Celebrities have image to protect
Recent cases show famous people cannot take intellectual property for granted
AHOST of recent celebrity intellectual property (IP) cases highlight why celebrities should be proactive in protecting their IP rights. It has been well reported that singer Beyoncé is having legal issues with a third party who is selling items including coffee mugs and sweatshirts under the not-too-subtle name Feyoncé. In one case, a mug was apparently branded “Feyoncé: He put a ring on it”, seemingly in reference to Beyoncé’s popular song Single Ladies.
In another example, Brazilian soccer star Pelé has sued Samsung in the US for improper use of his identity. He claims Samsung used a lookalike in a newspaper advert for television sets. According to the court papers, the man in the advert “very closely resembles” Pelé, and the claim is that the advert will confuse the public and harm Pelé’s endorsement rights.
Pelé is seeking a staggering $30m in damages, presumably because he is still very marketable — he has endorsement deals with major companies such as Volkswagen, Subway, Emirates and Proctor & Gamble.
The recent death of another footballing legend, Johan Cruyff, led to the publication of an article about the impact Cruyff had on Dutch portrait law. The Dutch Copyright Act says a portrait includes all recognisable images of a person, including posture and caricature, and allows a person to object to the publication of their portrait in certain circumstances.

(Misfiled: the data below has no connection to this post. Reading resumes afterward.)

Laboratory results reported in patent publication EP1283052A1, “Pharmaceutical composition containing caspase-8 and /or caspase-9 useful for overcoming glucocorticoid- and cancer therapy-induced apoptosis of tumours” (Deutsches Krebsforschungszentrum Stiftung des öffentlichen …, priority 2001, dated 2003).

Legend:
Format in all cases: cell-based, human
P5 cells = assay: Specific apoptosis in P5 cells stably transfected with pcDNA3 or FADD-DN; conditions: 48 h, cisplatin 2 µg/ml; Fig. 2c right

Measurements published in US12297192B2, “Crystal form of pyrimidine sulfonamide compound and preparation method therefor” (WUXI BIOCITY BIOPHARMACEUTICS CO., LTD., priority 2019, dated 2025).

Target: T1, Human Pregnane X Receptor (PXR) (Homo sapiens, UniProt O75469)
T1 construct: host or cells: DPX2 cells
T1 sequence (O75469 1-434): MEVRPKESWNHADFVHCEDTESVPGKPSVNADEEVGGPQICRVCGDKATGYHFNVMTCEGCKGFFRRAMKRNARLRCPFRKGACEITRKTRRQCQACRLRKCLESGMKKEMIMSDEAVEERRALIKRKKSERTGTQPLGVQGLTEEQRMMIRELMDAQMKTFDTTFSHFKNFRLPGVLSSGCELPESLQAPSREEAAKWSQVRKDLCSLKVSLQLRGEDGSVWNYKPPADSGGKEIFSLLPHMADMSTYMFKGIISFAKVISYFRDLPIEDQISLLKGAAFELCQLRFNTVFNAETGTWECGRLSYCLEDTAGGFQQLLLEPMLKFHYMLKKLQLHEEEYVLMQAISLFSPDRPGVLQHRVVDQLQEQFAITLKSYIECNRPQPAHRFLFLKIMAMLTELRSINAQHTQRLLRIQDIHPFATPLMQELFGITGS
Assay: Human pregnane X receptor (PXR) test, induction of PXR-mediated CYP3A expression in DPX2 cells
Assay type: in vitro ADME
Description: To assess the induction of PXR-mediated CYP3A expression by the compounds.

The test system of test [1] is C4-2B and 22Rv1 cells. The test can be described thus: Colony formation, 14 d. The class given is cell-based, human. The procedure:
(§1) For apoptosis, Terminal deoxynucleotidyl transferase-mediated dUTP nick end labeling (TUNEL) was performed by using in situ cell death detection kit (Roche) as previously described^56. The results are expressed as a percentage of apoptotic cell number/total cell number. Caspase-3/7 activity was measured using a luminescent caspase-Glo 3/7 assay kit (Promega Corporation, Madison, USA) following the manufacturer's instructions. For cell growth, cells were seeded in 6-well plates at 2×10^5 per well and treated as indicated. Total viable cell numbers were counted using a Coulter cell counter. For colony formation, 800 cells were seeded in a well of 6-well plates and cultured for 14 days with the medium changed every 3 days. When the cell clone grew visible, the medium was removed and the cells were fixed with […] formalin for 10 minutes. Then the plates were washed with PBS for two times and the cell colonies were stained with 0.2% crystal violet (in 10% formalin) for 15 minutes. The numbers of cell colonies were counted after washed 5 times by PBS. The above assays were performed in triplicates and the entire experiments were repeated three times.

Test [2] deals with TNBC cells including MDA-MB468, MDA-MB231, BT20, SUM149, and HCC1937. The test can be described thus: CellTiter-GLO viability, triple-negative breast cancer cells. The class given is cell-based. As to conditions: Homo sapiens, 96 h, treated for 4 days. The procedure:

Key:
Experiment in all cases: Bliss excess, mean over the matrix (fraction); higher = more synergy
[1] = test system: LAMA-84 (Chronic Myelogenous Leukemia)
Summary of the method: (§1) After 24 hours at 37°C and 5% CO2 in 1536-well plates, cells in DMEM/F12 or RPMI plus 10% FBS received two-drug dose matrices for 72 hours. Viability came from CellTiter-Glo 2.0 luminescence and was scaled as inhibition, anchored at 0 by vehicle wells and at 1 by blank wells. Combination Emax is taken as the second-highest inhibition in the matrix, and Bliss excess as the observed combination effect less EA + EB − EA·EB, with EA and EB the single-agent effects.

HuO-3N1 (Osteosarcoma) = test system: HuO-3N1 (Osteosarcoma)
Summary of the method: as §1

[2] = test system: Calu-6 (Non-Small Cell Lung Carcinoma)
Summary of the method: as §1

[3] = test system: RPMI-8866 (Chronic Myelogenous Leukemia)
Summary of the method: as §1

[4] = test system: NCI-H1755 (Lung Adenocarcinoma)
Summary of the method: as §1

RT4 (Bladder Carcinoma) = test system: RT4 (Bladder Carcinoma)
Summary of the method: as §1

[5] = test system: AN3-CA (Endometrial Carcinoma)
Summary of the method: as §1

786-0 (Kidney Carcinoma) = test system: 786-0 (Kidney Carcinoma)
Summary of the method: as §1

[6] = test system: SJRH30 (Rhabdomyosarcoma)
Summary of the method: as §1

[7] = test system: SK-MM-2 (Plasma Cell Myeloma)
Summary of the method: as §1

The law goes on to say that, in cases where the person portrayed commissioned the portrait, the portrait can only be published with their consent. Where the portrait wasn’t commissioned, however, the person portrayed can only object if they have a “reasonable interest”, which includes a commercial interest, as well as issues of privacy and ridicule.
Cruyff at one stage sued a publisher for using photos without his consent, and the case went all the way to the Supreme Court of the Netherlands. The court made it clear that the portrait right is not an absolute one and it must be weighed against the right to freedom of expression. In other words, the news value that attaches to photos of celebrities must be weighed against the celebrity’s commercial interests, such as the right to demand a fee.
These cases bring home how easily the rights of celebrities can be exploited. There are, however, various remedies available to them. US law, for example, recognises specific publicity or image rights.
In the UK, no such independent right exists, yet singer Rihanna successfully sued retailer Topshop for using her image on a T-shirt without consent. Relying on the common law action of passing off, Rihanna successfully argued that people seeing her image on a T-shirt would assume that she had endorsed the product. By doing this, she managed to establish